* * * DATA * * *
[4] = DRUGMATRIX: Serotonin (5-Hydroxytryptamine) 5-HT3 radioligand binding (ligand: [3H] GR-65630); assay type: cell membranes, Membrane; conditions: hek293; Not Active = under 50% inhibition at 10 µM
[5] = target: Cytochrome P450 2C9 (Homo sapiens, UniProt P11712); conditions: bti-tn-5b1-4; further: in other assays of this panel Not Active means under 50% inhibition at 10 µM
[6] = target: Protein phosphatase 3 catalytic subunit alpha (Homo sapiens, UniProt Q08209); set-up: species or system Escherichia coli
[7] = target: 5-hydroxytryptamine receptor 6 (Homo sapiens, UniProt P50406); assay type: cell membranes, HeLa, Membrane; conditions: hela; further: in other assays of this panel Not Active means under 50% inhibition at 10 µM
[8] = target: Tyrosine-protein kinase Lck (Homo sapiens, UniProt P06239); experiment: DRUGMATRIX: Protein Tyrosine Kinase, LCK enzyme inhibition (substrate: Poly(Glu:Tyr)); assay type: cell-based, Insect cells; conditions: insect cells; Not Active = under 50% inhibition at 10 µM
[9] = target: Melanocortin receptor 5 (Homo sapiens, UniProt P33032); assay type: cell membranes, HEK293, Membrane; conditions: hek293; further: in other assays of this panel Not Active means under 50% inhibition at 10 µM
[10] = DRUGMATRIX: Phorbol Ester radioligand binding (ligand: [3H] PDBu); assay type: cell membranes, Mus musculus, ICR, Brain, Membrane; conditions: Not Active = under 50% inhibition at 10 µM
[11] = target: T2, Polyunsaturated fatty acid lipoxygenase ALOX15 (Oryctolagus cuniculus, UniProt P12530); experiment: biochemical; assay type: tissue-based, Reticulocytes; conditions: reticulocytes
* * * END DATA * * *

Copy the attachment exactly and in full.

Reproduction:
[4] = DRUGMATRIX: Serotonin (5-Hydroxytryptamine) 5-HT3 radioligand binding (ligand: [3H] GR-65630); assay type: cell membranes, Membrane; conditions: hek293; Not Active = under 50% inhibition at 10 µM
[5] = target: Cytochrome P450 2C9 (Homo sapiens, UniProt P11712); conditions: bti-tn-5b1-4; further: in other assays of this panel Not Active means under 50% inhibition at 10 µM
[6] = target: Protein phosphatase 3 catalytic subunit alpha (Homo sapiens, UniProt Q08209); set-up: species or system Escherichia coli
[7] = target: 5-hydroxytryptamine receptor 6 (Homo sapiens, UniProt P50406); assay type: cell membranes, HeLa, Membrane; conditions: hela; further: in other assays of this panel Not Active means under 50% inhibition at 10 µM
[8] = target: Tyrosine-protein kinase Lck (Homo sapiens, UniProt P06239); experiment: DRUGMATRIX: Protein Tyrosine Kinase, LCK enzyme inhibition (substrate: Poly(Glu:Tyr)); assay type: cell-based, Insect cells; conditions: insect cells; Not Active = under 50% inhibition at 10 µM
[9] = target: Melanocortin receptor 5 (Homo sapiens, UniProt P33032); assay type: cell membranes, HEK293, Membrane; conditions: hek293; further: in other assays of this panel Not Active means under 50% inhibition at 10 µM
[10] = DRUGMATRIX: Phorbol Ester radioligand binding (ligand: [3H] PDBu); assay type: cell membranes, Mus musculus, ICR, Brain, Membrane; conditions: Not Active = under 50% inhibition at 10 µM
[11] = target: T2, Polyunsaturated fatty acid lipoxygenase ALOX15 (Oryctolagus cuniculus, UniProt P12530); experiment: biochemical; assay type: tissue-based, Reticulocytes; conditions: reticulocytes